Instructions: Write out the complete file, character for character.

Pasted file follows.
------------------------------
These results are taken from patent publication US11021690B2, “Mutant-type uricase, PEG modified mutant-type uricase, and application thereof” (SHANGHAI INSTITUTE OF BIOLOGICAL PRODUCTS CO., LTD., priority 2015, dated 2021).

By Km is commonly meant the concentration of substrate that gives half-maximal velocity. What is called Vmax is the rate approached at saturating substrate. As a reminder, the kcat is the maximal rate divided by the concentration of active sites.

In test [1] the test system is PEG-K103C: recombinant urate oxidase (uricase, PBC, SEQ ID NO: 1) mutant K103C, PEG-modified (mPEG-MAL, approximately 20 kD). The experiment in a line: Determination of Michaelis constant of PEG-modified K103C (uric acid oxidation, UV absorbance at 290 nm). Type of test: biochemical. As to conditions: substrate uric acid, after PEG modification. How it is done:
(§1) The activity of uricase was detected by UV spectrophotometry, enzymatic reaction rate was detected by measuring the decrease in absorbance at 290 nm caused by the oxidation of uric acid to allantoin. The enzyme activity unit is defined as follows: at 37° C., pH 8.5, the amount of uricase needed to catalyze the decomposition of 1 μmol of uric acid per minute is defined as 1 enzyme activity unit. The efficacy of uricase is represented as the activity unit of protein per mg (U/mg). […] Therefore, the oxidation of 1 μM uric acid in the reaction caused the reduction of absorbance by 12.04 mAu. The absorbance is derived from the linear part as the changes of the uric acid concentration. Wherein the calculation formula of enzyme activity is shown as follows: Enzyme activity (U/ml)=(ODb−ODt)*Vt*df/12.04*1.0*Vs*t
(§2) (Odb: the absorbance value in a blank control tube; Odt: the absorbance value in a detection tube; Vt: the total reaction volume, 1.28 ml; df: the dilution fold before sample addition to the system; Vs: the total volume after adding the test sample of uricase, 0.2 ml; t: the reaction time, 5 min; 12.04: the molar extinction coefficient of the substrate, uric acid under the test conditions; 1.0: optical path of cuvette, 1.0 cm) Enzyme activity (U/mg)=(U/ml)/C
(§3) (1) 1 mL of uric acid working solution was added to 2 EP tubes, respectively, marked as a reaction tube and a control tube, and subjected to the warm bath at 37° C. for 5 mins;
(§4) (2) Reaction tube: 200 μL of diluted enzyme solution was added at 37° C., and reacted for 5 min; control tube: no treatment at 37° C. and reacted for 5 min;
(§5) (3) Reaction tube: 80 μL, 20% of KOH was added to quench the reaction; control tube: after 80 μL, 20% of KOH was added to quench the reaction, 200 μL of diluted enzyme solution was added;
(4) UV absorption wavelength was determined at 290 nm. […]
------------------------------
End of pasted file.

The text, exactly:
These results are taken from patent publication US11021690B2, “Mutant-type uricase, PEG modified mutant-type uricase, and application thereof” (SHANGHAI INSTITUTE OF BIOLOGICAL PRODUCTS CO., LTD., priority 2015, dated 2021).

By Km is commonly meant the concentration of substrate that gives half-maximal velocity. What is called Vmax is the rate approached at saturating substrate. As a reminder, the kcat is the maximal rate divided by the concentration of active sites.

In test [1] the test system is PEG-K103C: recombinant urate oxidase (uricase, PBC, SEQ ID NO: 1) mutant K103C, PEG-modified (mPEG-MAL, approximately 20 kD). The experiment in a line: Determination of Michaelis constant of PEG-modified K103C (uric acid oxidation, UV absorbance at 290 nm). Type of test: biochemical. As to conditions: substrate uric acid, after PEG modification. How it is done:
(§1) The activity of uricase was detected by UV spectrophotometry, enzymatic reaction rate was detected by measuring the decrease in absorbance at 290 nm caused by the oxidation of uric acid to allantoin. The enzyme activity unit is defined as follows: at 37° C., pH 8.5, the amount of uricase needed to catalyze the decomposition of 1 μmol of uric acid per minute is defined as 1 enzyme activity unit. The efficacy of uricase is represented as the activity unit of protein per mg (U/mg). […] Therefore, the oxidation of 1 μM uric acid in the reaction caused the reduction of absorbance by 12.04 mAu. The absorbance is derived from the linear part as the changes of the uric acid concentration. Wherein the calculation formula of enzyme activity is shown as follows: Enzyme activity (U/ml)=(ODb−ODt)*Vt*df/12.04*1.0*Vs*t
(§2) (Odb: the absorbance value in a blank control tube; Odt: the absorbance value in a detection tube; Vt: the total reaction volume, 1.28 ml; df: the dilution fold before sample addition to the system; Vs: the total volume after adding the test sample of uricase, 0.2 ml; t: the reaction time, 5 min; 12.04: the molar extinction coefficient of the substrate, uric acid under the test conditions; 1.0: optical path of cuvette, 1.0 cm) Enzyme activity (U/mg)=(U/ml)/C
(§3) (1) 1 mL of uric acid working solution was added to 2 EP tubes, respectively, marked as a reaction tube and a control tube, and subjected to the warm bath at 37° C. for 5 mins;
(§4) (2) Reaction tube: 200 μL of diluted enzyme solution was added at 37° C., and reacted for 5 min; control tube: no treatment at 37° C. and reacted for 5 min;
(§5) (3) Reaction tube: 80 μL, 20% of KOH was added to quench the reaction; control tube: after 80 μL, 20% of KOH was added to quench the reaction, 200 μL of diluted enzyme solution was added;
(4) UV absorption wavelength was determined at 290 nm. […]